The One Thing President Taft Got Right: New Mexico Statehood

Noel Pugach, a professor emeritus of history at the University of New Mexico, delivered this week’s Centennial Brainpower & Brownbags Lecture in which he explored the story of the man who managed to give New Mexico what it had sought for more than 60 years: statehood. But beyond making New Mexico (and Arizona) a state, President William Howard Taft left a legacy that can best be represented by a shrug of the shoulders.

“Taft had a distinguished career before and after his presidency, yet most historians rate him as an average president–even mediocre,” Pugach said.

(That’s Taft at left, joined by dignitaries as he signs New Mexico into statehood in Washington, D.C., on Jan. 6, 1912. Photo by Harris and Ewing. Palace of the Governors Photo Archives 89760.)

Theodore Roosevelt preceded Taft and helped him win election in 1908; Woodrow Wilson succeeded him four years later. “He was unfortunately sandwiched between two dynamic men who left their marks on history,” Pugach said. “That’s hard to beat, and here you come in the middle. Taft suffers by comparison.”

He also suffers by having been a poor administrator, owning a political tin ear and displaying a knack for choosing the conservative sides of issues in a country that was then moving left. Not to mention that he ate compulsively to cope with whatever inner demons drove him, ending up at something like 340 pounds while in the White House where, yes, he got stuck in a bath tub. More than once. Laugh if you must, but do take a moment to consider what mental and physical agony he must have suffered. (That said, he was an avid golfer and a darned good dancer.)

When Taft took office, some conservative Republicans remained stuck on the idea that a New Mexico-Arizona combo state was the only way to go, despite Teddy’s best efforts to dampen their zeal. Taft did some of his own cajoling and negotiating to quell that plan, then had to engage in some last-minute horse-trading that weakened his ideas for regulating the railways in return for granting New Mexico statehood.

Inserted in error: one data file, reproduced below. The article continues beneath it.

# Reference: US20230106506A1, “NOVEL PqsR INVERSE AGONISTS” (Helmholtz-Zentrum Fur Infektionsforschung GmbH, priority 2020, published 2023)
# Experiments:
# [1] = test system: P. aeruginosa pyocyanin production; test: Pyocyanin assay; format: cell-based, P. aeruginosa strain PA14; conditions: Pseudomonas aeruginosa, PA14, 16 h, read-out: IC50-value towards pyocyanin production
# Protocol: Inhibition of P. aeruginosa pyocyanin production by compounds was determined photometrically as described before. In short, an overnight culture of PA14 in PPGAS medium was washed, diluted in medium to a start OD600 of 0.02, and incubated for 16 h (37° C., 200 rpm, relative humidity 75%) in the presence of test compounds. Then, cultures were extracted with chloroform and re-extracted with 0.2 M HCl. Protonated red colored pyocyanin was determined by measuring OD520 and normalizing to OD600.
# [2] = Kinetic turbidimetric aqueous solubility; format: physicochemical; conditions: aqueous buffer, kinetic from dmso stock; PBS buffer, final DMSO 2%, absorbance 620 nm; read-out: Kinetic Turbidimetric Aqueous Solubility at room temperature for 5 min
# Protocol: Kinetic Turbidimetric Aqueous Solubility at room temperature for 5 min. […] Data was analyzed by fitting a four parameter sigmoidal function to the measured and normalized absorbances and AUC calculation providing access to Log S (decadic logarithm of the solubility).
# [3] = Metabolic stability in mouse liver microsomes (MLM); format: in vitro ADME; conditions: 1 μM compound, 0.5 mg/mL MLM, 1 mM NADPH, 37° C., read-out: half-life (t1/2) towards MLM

(At left: Noel Pugach with History Museum Director Frances Levine.)

The Cincinnati native had graduated from Yale where he not only scored good grades but had enough social acumen to win an invitation into the secret Skull & Bones Society. He earned a law degree and embarked on a political career of appointed positions–an important distinction, Pugach said, given Taft’s later inability to succeed at the mano a mano of electoral politics. After he served admirably as chief civil administrator in the Philippines, Roosevelt made him his Secretary of War (despite a lack of military experience) and, though he dreamed of being a Supreme Court justice, Teddy and Taft’s wife, Helen, pressured him to run for the presidency against Democrat William Jennings Bryan. He won handily and eventually amassed a record as a better trust-buster than Roosevelt (though Teddy would get the glory).

He didn’t like Washington and spent so much time traveling that he got a reputation of being out of touch.

“He was a lousy politician,” Pugach said. “He had terrible political instincts. He spoke too candidly. He was inept at horse trading. The press called him `The Blunderer.'”

On the upside: “He was a man who was very bright. He had good intentions. He cared for his country. But by and large, he was unsuccessful in his presidency. This is the man who finally brought us statehood.”

By 1912, when Republicans nominated Taft for a second term, Roosevelt had lost so much faith in him that he formed the “Bull Moose” Progressive Party, thereby splitting the GOP vote and handing victory to Wilson. Taft went happily back to Yale, where he served as a law professor until President Harding gave him his dream job, Chief Justice of the United States.

Of his performance in that job, Pugach said, Taft’s record was … “average.”